In the 1950s, J. G. Wood 5 & 10 was the first store in the area to sell Hula-Hoops and Frisbees, two items that were all the rage during that period.

 

“My sister and I definitely remember when the Hula-Hoops came into the store, because nobody knew what to do with them,” Linda recalls. “So my dad had the two of us out front on the sidewalk demonstrating the Hula-Hoops. And he couldn’t keep them in stock. He would ride out to meet the truck to get them in ahead of time, they just flew out of the stores, and the same with the Frisbees.”

 

Linda and Nancy were part of a group called “The 96th Street Gang,” made up of children from families who owned businesses along the street, including Hahn’s Restaurant (located near the Harbor Theater), Seashore Home Supply, Fisher’s Seashore Supply (where Ace Hardware is now), and Laughlin’s, which specialized in various sundries.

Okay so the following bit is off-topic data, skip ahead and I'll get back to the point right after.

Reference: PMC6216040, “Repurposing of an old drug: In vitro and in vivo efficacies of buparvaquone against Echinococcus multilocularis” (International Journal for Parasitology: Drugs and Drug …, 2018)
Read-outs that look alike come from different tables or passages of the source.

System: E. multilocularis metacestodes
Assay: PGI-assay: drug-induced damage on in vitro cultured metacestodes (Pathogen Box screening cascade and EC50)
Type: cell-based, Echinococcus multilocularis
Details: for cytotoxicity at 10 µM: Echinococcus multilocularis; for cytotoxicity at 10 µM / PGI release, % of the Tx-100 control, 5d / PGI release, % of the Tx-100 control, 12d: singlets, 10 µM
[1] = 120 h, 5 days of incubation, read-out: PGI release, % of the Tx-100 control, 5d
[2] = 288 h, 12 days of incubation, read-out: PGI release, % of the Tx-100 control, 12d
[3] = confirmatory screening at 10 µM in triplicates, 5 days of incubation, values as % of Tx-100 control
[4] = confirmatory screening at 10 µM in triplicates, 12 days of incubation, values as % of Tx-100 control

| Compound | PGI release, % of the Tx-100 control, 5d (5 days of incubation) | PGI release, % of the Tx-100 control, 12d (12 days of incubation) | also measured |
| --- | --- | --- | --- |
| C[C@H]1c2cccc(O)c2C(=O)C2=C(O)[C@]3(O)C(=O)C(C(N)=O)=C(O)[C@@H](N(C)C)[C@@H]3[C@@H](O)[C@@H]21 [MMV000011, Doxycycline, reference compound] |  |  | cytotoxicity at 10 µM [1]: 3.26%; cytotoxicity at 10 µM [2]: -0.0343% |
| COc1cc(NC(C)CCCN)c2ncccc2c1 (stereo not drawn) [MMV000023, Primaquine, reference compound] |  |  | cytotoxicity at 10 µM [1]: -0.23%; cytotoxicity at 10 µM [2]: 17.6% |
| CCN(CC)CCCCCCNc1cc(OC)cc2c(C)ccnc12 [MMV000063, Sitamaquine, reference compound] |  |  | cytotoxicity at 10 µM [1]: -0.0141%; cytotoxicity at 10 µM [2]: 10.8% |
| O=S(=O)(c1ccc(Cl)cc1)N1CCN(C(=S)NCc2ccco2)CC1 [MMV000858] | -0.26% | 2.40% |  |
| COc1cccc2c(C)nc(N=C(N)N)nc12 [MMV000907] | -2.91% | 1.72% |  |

The March of ‘62 storm caused plenty of damage to the island, and the J.G. Wood 5 & 10 cent stores in Stone Harbor and Avalon suffered severe flooding. Linda says that, during the storm, her dad, a councilman by that time, had gone to the Avalon location and was trapped there overnight. Waves were breaking against the front windows. He was rescued by the police and taken to Borough Hall, where he joined the mayor and other councilmen to plan the recovery process. During the cleanup of the stores, they found tiny minnows swimming in glassware.

 

In 1967, a new Wood 5 & 10 was built at 219 96th St., across the street from the original store and where Hoy’s is presently located.